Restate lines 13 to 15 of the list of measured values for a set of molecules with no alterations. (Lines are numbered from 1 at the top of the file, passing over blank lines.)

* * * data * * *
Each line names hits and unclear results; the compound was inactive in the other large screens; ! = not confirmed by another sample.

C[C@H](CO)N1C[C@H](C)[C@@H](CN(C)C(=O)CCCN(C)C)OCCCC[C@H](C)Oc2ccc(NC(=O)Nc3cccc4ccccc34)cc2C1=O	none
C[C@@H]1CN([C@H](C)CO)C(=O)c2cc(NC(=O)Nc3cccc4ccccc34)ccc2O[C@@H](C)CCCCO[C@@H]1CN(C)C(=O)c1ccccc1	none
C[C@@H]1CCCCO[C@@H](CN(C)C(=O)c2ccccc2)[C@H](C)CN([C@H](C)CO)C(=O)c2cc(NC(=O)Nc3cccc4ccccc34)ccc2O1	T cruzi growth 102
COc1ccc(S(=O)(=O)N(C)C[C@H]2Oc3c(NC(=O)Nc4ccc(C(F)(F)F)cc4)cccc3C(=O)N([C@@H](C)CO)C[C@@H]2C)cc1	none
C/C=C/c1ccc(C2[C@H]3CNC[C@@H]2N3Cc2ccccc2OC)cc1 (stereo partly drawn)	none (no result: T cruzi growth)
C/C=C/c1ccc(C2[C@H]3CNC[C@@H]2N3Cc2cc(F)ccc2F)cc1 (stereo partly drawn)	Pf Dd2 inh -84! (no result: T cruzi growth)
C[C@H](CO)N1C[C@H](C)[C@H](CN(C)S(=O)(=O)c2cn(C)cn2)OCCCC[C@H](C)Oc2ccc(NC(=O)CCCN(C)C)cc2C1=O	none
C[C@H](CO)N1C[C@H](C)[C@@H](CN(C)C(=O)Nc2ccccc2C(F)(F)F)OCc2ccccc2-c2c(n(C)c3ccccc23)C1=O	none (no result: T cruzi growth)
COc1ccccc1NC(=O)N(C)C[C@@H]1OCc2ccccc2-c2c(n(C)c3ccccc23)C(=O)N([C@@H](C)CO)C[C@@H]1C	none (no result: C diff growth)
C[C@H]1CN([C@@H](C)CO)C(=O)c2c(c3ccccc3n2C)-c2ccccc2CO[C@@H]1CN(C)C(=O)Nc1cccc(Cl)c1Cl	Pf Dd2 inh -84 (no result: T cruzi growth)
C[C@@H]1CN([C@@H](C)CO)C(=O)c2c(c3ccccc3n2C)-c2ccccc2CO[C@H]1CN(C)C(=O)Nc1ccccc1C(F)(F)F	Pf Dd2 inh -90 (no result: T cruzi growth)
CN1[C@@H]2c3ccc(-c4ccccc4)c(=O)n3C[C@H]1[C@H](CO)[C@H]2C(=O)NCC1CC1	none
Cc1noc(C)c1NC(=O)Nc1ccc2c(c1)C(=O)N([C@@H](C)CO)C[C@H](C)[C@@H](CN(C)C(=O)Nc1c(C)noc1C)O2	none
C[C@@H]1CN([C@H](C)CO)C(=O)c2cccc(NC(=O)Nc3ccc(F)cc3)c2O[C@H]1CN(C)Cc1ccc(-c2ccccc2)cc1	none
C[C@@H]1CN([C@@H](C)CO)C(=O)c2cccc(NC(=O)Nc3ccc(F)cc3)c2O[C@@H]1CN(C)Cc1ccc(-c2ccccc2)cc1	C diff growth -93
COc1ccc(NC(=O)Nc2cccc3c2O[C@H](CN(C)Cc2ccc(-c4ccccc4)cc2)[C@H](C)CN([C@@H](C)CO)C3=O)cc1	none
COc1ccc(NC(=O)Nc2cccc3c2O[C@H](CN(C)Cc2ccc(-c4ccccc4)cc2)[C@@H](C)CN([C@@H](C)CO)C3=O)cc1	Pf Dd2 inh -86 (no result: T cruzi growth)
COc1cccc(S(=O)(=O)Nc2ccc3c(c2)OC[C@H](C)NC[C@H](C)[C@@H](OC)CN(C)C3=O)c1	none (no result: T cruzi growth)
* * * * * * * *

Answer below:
CN1[C@@H]2c3ccc(-c4ccccc4)c(=O)n3C[C@H]1[C@H](CO)[C@H]2C(=O)NCC1CC1	none
Cc1noc(C)c1NC(=O)Nc1ccc2c(c1)C(=O)N([C@@H](C)CO)C[C@H](C)[C@@H](CN(C)C(=O)Nc1c(C)noc1C)O2	none
C[C@@H]1CN([C@H](C)CO)C(=O)c2cccc(NC(=O)Nc3ccc(F)cc3)c2O[C@H]1CN(C)Cc1ccc(-c2ccccc2)cc1	none